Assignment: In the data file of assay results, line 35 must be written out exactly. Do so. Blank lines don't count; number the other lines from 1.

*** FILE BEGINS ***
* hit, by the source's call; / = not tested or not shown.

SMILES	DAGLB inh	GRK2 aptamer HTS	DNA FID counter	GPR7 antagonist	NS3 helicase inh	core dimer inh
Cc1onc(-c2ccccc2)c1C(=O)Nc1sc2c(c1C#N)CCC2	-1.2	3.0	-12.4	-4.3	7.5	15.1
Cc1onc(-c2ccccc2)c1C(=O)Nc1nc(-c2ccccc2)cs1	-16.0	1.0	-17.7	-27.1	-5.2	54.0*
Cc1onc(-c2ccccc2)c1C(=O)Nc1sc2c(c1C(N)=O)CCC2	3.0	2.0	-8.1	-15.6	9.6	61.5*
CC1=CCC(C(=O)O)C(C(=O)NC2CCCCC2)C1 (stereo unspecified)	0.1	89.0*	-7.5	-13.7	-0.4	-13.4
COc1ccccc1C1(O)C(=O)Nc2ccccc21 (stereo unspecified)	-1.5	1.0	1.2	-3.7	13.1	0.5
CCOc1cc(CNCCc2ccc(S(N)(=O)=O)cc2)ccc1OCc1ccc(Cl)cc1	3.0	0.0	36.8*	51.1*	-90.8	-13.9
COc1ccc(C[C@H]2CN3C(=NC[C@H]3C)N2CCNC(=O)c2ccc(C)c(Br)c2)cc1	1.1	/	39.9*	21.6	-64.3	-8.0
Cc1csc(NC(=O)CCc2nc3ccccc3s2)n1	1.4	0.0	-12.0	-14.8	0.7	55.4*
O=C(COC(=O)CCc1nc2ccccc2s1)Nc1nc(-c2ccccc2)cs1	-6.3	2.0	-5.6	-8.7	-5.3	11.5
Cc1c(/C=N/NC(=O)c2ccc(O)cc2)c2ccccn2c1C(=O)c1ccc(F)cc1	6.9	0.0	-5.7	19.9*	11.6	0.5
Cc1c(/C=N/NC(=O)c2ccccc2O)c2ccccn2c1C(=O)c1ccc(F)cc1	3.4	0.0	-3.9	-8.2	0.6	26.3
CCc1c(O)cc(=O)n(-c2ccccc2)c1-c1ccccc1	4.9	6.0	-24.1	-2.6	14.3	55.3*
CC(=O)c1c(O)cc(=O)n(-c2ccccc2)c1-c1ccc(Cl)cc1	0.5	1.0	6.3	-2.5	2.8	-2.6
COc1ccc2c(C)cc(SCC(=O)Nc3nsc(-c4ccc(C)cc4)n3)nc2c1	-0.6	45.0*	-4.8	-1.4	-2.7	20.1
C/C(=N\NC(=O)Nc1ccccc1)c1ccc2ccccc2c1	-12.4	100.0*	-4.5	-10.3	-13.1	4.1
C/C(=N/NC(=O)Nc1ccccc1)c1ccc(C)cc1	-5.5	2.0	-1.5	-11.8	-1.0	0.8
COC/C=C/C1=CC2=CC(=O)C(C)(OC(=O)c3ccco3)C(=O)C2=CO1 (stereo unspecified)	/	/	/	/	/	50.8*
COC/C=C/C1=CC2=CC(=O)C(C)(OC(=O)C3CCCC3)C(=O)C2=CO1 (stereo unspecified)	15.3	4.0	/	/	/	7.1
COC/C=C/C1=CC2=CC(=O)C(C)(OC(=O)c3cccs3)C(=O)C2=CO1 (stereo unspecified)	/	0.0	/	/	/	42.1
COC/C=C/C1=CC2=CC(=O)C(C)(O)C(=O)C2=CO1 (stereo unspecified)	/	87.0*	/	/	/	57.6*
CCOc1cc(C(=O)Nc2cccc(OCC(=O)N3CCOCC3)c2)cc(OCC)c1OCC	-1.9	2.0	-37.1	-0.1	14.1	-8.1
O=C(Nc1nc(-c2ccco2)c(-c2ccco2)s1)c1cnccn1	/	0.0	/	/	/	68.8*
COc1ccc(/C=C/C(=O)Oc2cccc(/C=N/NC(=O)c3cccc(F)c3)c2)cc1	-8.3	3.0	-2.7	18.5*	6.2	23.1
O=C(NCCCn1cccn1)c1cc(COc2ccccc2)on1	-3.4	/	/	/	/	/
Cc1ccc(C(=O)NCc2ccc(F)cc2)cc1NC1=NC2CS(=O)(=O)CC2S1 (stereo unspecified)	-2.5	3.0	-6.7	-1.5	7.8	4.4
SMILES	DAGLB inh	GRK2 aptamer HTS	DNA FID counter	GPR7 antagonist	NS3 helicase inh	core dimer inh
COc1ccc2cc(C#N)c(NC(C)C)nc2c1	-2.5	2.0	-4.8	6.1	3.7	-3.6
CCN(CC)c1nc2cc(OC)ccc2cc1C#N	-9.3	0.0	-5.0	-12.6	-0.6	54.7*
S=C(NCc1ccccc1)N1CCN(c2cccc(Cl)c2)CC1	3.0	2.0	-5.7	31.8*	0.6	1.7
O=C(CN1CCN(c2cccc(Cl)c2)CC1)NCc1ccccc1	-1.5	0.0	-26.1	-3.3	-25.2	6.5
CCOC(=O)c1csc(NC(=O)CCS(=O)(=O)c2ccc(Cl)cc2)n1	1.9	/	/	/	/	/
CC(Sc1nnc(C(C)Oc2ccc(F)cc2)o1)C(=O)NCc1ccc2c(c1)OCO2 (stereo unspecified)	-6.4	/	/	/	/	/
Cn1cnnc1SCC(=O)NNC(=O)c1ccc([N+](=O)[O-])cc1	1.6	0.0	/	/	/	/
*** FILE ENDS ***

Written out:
Cn1cnnc1SCC(=O)NNC(=O)c1ccc([N+](=O)[O-])cc1	1.6	0.0	/	/	/	/